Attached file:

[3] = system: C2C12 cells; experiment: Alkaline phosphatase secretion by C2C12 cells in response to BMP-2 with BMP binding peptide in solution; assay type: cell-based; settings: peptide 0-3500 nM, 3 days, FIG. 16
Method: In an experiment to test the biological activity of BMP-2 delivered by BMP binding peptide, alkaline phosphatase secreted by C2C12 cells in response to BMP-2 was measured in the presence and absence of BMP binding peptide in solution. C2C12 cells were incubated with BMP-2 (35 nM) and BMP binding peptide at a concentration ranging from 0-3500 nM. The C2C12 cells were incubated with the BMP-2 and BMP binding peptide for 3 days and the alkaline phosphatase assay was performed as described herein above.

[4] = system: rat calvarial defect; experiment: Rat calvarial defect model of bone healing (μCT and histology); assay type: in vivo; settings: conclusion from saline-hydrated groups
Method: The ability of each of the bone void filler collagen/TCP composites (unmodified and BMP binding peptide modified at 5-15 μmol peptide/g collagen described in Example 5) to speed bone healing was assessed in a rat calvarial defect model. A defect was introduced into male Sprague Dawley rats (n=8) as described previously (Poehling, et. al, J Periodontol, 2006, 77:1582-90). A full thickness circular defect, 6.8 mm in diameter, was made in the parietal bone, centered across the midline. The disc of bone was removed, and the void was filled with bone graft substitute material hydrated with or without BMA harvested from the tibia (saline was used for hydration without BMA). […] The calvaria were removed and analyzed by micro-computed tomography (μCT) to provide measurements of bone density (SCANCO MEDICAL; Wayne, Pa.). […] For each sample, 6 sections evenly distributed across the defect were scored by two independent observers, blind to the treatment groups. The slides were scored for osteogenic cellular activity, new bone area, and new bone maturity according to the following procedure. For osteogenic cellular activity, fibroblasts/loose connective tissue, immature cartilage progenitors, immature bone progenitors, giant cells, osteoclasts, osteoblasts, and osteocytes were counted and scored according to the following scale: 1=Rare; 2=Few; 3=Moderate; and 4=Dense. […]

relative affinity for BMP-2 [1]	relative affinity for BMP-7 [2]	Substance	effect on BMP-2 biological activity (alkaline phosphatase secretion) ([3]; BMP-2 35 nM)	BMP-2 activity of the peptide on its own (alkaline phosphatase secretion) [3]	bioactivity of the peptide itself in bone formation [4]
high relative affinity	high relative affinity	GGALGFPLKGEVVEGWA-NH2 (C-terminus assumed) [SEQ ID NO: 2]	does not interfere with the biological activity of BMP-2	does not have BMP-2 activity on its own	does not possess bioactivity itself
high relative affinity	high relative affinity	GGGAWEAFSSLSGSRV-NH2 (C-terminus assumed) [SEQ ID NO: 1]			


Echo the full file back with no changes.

[3] = system: C2C12 cells; experiment: Alkaline phosphatase secretion by C2C12 cells in response to BMP-2 with BMP binding peptide in solution; assay type: cell-based; settings: peptide 0-3500 nM, 3 days, FIG. 16
Method: In an experiment to test the biological activity of BMP-2 delivered by BMP binding peptide, alkaline phosphatase secreted by C2C12 cells in response to BMP-2 was measured in the presence and absence of BMP binding peptide in solution. C2C12 cells were incubated with BMP-2 (35 nM) and BMP binding peptide at a concentration ranging from 0-3500 nM. The C2C12 cells were incubated with the BMP-2 and BMP binding peptide for 3 days and the alkaline phosphatase assay was performed as described herein above.

[4] = system: rat calvarial defect; experiment: Rat calvarial defect model of bone healing (μCT and histology); assay type: in vivo; settings: conclusion from saline-hydrated groups
Method: The ability of each of the bone void filler collagen/TCP composites (unmodified and BMP binding peptide modified at 5-15 μmol peptide/g collagen described in Example 5) to speed bone healing was assessed in a rat calvarial defect model. A defect was introduced into male Sprague Dawley rats (n=8) as described previously (Poehling, et. al, J Periodontol, 2006, 77:1582-90). A full thickness circular defect, 6.8 mm in diameter, was made in the parietal bone, centered across the midline. The disc of bone was removed, and the void was filled with bone graft substitute material hydrated with or without BMA harvested from the tibia (saline was used for hydration without BMA). […] The calvaria were removed and analyzed by micro-computed tomography (μCT) to provide measurements of bone density (SCANCO MEDICAL; Wayne, Pa.). […] For each sample, 6 sections evenly distributed across the defect were scored by two independent observers, blind to the treatment groups. The slides were scored for osteogenic cellular activity, new bone area, and new bone maturity according to the following procedure. For osteogenic cellular activity, fibroblasts/loose connective tissue, immature cartilage progenitors, immature bone progenitors, giant cells, osteoclasts, osteoblasts, and osteocytes were counted and scored according to the following scale: 1=Rare; 2=Few; 3=Moderate; and 4=Dense. […]

relative affinity for BMP-2 [1]	relative affinity for BMP-7 [2]	Substance	effect on BMP-2 biological activity (alkaline phosphatase secretion) ([3]; BMP-2 35 nM)	BMP-2 activity of the peptide on its own (alkaline phosphatase secretion) [3]	bioactivity of the peptide itself in bone formation [4]
high relative affinity	high relative affinity	GGALGFPLKGEVVEGWA-NH2 (C-terminus assumed) [SEQ ID NO: 2]	does not interfere with the biological activity of BMP-2	does not have BMP-2 activity on its own	does not possess bioactivity itself
high relative affinity	high relative affinity	GGGAWEAFSSLSGSRV-NH2 (C-terminus assumed) [SEQ ID NO: 1]			